For his Residency Award project, Marshall will engage a group of local teens this fall and winter to help bring his vision‚Äîwhich involves performance, sculpture, puppetry, and more‚Äîto fruition.
The focus of the work is Marshall‚Äôs expansive narrative, Rythm Mastr (preliminary drawings of which were featured in his Season 1 segment), a story of love, vengeance, and redemption in the inner city, featuring African-American superheroes based on traditional African sculpture and stories, and realized in comic strip form. For his Wexner project, he will bring Rythm Mastr to life.
To achieve this, Marshall is currently creating large-scale puppets in the Japanese tradition of Bunraku, and he visits Japan this summer to observe and learn the ancient craft. In late September, Marshall will select 20 teenagers from the Columbus community to be trained as puppeteers and to rehearse and perform Rythm Mastr, which will be staged at the Wexner in February. Students can check out the application and details here. From February 2 through April 13, the puppets will be displayed in the Wexner Center gallery as sculpture, alongside drawings and video documentation of the live performance, in the exhibition Kerry James Marshall: Every Beat of My Heart.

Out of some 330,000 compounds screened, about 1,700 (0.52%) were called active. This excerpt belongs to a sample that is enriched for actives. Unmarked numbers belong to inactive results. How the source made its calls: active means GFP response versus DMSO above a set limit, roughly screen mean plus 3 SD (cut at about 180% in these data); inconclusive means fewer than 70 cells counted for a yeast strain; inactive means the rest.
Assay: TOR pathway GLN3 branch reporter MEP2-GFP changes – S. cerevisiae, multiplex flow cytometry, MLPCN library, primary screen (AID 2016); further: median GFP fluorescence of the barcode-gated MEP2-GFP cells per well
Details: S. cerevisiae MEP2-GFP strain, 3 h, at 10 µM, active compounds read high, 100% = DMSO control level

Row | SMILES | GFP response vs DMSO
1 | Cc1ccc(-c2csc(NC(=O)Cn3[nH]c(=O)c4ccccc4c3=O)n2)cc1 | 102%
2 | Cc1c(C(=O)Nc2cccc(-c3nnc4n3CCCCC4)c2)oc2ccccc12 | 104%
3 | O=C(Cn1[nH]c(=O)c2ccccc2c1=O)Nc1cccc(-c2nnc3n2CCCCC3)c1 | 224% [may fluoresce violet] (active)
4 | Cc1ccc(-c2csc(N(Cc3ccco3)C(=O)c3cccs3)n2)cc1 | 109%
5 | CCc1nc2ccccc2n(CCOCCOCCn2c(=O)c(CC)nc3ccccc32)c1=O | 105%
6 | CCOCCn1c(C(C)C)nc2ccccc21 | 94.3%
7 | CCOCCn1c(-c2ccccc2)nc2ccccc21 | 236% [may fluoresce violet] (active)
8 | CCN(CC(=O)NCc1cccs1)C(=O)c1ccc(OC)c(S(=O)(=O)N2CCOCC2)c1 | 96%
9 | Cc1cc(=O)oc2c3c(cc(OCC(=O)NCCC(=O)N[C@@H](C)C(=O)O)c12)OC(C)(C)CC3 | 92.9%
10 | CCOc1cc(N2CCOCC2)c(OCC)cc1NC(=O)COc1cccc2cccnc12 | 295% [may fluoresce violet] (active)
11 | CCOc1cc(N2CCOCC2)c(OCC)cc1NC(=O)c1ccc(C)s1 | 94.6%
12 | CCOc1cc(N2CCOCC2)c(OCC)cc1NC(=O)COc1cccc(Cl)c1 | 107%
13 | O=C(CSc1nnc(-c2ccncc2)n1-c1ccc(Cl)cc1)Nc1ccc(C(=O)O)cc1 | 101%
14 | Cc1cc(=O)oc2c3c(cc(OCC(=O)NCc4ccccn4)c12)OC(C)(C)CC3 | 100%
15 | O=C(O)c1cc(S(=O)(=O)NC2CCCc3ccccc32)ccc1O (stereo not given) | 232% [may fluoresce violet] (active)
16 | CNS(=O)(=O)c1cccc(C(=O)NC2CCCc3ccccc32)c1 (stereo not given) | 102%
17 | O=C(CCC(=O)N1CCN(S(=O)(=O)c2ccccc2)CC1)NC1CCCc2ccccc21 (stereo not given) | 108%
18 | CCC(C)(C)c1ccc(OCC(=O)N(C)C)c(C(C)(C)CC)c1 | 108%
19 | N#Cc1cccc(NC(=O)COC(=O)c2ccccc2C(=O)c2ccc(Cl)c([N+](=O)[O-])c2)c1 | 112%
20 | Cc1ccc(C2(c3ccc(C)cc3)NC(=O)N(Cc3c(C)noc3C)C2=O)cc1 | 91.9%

A recipient of a MacArthur Foundation ‚Äúgenius‚Äù grant, Marshall currently has work on view at Documenta 12 in Kassel, Germany. He lives and works in Chicago.
On a related note, the Wexner will be hosting a sneak preview screening of Art in the Twenty-First Century Season 4 episode Ecology on October 9, from 7-9 p.m. Ecology features former Wexner Residence Award winner, I√±igo Manglano-Ovalle, Mark Dion (another friend of the Wexner Center), Robert Adams and Ursula von Rydingsvard. The screening will be followed by informal small-group discussions of the program, led by Wexner Education staff members.